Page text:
The Masked Saint full movie review - Sensationalism triumphs the human spirit
Ever since the huge success of God's Not Dead, the staunchly evangelical film that coincidentally stole a great deal of buzz away from Noah, another film with a faith-based ba
ckground, studios like Pure Flix Entertainment and Freestyle Releasing have been finding more and more Christian titles to pick up for a theatrical release. Even Hollywood has recognized that a large part of the Christian market as ostensibly been disenfranchised with a lack of titles that appeal or pertain the faith of their audience, and with that, has even looked to make movies like Heaven is for Real and Son of God.
To put it boldly, The Masked Saint is another mediocre link in the chain, poorly conceived and unable to function as a story without making bombastic, theatrical displays of situational drama and conflict. It makes the same mistake most of its brother and sister films make because it doesn't know how to function as a film without sermonizing or blowing each event that tests its characters and their faith out of proportion. Being that this film focuses largely on the world of wrestling and the dualities of character, you can also expect the entire project to be just as phony and overblown as anything you'll see on Monday Night Raw.
The film revolves around the true story of Chris Samuels (Brett Granstaff), a former professional wrestler who retires from the ring to settle down and become the pastor of a failing church in a small town. While he is supported unconditionally by his wife Michelle (Lara Jean Chorostecki) and daughter, he is met with opposition from the church's main financial backer Judd (Patrick McKenna), who believes the church is entirely his. In addition, Chris sees the brokenness of his community, as crime, prostitution, and rampant godlessness prevails every day, right down to his next-door neighbors, the husband a boorish alcoholic and the wife a victim of his violent rampages.
While the core of the story is about Chris getting people back into the church and welcoming people with open arms - even a prostitute who is looking for redemption - it's also about Chris finding a way to combat the violence by putting on part of his wrestler costume in order to take the city's problems into his own hands. This involves rescuing the aforementioned prostitute, in addition to stopping a robbery in a local diner. Then, at the end of it all, there's Nicky (Roddy Piper in his final role), Chris's old wrestling manager and promoter hellbent on getting him to come back into the ring.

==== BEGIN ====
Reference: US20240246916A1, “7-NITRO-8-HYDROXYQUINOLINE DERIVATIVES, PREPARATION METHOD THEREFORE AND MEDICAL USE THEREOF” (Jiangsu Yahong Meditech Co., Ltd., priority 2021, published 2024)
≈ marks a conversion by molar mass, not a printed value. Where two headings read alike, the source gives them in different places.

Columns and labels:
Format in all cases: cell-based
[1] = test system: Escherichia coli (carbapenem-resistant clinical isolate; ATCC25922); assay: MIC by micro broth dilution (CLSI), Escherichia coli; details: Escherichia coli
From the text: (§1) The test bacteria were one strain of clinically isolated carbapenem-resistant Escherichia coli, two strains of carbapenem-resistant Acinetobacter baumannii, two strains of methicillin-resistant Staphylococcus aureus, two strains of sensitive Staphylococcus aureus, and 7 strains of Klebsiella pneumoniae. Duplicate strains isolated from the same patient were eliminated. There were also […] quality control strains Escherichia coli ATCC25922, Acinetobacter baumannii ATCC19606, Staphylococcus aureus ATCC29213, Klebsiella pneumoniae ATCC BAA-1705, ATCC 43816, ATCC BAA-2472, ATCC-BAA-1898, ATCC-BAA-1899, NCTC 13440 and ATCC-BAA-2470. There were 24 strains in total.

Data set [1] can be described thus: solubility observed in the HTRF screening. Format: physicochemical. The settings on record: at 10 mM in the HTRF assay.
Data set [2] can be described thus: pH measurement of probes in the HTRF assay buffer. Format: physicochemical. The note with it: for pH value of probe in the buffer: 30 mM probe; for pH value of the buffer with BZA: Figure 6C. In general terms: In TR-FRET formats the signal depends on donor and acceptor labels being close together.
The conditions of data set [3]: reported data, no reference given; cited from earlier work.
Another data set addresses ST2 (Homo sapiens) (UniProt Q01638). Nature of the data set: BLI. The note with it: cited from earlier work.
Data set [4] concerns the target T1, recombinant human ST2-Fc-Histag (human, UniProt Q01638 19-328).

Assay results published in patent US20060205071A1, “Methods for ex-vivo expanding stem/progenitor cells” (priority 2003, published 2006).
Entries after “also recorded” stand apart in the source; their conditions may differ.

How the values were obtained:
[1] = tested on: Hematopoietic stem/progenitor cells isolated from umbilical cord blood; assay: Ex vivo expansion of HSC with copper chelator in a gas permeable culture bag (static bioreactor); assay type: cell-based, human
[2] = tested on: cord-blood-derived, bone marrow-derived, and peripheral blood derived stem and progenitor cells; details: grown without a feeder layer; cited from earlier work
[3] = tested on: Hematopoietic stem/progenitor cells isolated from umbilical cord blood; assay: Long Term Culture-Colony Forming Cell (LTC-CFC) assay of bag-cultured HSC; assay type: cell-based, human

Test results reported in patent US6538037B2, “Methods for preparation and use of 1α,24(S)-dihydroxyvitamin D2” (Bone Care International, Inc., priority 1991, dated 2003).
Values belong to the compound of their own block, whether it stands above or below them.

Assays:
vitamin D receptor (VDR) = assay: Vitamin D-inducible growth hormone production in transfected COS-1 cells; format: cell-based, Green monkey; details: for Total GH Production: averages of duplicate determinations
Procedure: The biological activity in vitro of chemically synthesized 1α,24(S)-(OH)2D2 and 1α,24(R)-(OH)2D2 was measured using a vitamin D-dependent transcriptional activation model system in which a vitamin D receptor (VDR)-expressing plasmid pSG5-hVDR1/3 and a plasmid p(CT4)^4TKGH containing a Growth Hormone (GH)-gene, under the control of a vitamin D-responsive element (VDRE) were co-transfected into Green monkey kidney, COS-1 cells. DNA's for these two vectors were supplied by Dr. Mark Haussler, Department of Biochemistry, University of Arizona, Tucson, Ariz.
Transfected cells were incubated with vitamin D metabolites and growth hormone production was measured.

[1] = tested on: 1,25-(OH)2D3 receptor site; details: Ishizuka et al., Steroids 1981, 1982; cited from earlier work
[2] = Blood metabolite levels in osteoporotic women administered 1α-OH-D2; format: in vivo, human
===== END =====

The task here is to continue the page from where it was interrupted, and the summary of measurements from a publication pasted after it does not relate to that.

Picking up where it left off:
At one moment, The Masked Saint is content on being a drama about a man's determination to get a ramshackle eyesore of a church back to being a well-respected community staple of salvation and redemption. The next, it's trying to excite by showing Chris beat up bad guys like Spider-Man and spout unbelievably contrived and poorly delivered responses like "I'm a man" when somebody tells him, "you're a saint." The Masked Saint cannot operate on the basis of a simple drama and has to occupy its more climactic sequences with incredulous action or cloying sermonizing that sounds like a pedestrian's summation of the good parts of the Bible.
As far as emotional manipulation goes, screenwriter Scott Crowell keeps things to a respectable minimum, as he's clearly more concerned with respecting the real-life Samuels and his family by giving them a story rooted in plot and character rather than emotions. However, relationships and events that initially appear as if they'll have a significant pull on the film wind up either getting permanently placed on the backburner or hamfisted in the screenplay in a last-ditch effort to evoke some kind of tension or conflict. For one, the emotionally and physically abusive husband only punctuates the script, when he initially seems like he'll be an integral part of Chris's plan to save the people of his community. After one tense confrontation between him and Chris, an event that mirrors anything but what would happen in reality, the husband is all of a sudden transformed in looks and attitude the next time he crosses paths with the pastor he formerly loathed.
The other element is Chris's stress level with going back to wrestling whilst trying to run the church. In one scene, he is lectured by Ms. Edna (Diahann Carroll - because every Christian film needs that stereotypical, warm black lady who allows anyone and everyone in her home to coddle), a supportive resident of the community, for being too strict and self-indulgent, behavior he hasn't really exhibited up until the following scene where he snaps at his wife and daughter out of nowhere. These kinds of disjointed elements only make the other issues of sensationalism embedded in The Masked Saint's screenplay rise to the surface much quicker and in a more evident fashion.
Last year's faith-based football drama Woodlawn showed us that an approach to a film that highlights faith and devout religious beliefs can, in turn, derail or further cripple an otherwise true story that already feels too good to be true. The Masked Saint tries to do something out of left-field with a different sport and an unlikely hero, but quickly falls prey to the worst conventions of the genre and the material. It's a noble effort but a result that's just about entirely unmemorable.